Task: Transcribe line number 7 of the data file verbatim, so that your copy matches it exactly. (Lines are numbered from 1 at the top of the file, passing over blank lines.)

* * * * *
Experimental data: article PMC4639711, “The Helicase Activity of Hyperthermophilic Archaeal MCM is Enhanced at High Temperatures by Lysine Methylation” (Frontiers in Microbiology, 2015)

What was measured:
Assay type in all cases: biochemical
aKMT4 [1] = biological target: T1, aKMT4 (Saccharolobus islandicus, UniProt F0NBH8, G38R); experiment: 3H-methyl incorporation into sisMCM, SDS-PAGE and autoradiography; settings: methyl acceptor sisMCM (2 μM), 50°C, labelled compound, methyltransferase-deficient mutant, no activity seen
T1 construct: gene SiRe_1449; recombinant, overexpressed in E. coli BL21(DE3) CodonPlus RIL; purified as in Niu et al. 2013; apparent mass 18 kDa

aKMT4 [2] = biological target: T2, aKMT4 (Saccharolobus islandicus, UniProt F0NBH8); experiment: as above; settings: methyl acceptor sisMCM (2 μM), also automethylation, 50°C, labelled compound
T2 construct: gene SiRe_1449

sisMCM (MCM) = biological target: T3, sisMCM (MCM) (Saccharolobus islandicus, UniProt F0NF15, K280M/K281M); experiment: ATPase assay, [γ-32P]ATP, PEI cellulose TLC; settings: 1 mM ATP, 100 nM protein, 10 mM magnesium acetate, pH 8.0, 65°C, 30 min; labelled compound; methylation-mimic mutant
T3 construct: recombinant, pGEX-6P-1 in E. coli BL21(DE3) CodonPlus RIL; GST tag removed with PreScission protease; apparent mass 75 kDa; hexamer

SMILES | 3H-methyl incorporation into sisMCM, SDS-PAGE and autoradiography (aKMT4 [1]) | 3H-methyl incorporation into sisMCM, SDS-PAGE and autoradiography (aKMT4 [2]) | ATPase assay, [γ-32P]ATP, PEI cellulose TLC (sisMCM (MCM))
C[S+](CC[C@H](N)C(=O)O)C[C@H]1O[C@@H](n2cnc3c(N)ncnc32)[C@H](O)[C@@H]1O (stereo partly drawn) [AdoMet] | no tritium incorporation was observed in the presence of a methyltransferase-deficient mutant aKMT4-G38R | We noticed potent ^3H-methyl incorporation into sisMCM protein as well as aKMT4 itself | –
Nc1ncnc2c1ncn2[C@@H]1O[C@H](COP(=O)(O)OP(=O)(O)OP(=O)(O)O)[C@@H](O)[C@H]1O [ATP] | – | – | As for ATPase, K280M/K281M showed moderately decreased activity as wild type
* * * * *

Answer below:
T2 construct: gene SiRe_1449